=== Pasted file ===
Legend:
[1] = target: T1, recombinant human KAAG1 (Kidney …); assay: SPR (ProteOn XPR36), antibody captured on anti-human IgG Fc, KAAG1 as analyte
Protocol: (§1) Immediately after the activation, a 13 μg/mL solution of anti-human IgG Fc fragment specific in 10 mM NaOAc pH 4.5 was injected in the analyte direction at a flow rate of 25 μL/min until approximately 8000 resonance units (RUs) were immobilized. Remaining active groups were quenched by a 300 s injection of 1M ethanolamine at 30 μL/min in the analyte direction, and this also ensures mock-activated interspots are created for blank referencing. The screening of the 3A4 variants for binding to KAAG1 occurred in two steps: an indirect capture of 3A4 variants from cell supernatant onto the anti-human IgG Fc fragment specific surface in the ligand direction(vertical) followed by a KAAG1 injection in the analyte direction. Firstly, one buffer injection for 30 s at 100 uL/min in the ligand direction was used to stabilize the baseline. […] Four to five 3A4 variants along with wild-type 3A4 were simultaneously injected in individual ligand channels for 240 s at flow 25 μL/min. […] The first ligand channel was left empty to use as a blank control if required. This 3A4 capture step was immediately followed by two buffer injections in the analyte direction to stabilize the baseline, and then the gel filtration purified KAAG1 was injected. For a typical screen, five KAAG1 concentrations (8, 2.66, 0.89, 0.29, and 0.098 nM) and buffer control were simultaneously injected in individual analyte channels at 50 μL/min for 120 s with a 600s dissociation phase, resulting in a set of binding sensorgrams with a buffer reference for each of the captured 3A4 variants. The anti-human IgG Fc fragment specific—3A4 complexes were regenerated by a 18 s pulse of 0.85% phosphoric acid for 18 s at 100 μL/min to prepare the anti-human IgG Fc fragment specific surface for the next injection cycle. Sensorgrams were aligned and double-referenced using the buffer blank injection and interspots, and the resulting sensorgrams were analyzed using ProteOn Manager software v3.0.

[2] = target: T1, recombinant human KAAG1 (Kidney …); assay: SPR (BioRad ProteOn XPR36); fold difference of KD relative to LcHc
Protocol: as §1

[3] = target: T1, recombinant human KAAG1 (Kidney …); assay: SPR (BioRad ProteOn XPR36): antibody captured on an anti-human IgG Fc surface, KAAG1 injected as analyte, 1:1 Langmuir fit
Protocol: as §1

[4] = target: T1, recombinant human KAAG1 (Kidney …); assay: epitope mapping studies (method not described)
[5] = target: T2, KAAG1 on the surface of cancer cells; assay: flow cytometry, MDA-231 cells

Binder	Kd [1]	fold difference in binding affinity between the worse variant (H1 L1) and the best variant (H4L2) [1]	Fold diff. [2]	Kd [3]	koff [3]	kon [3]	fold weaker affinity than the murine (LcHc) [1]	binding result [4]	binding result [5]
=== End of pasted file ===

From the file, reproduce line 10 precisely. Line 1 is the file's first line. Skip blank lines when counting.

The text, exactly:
Binder	Kd [1]	fold difference in binding affinity between the worse variant (H1 L1) and the best variant (H4L2) [1]	Fold diff. [2]	Kd [3]	koff [3]	kon [3]	fold weaker affinity than the murine (LcHc) [1]	binding result [4]	binding result [5]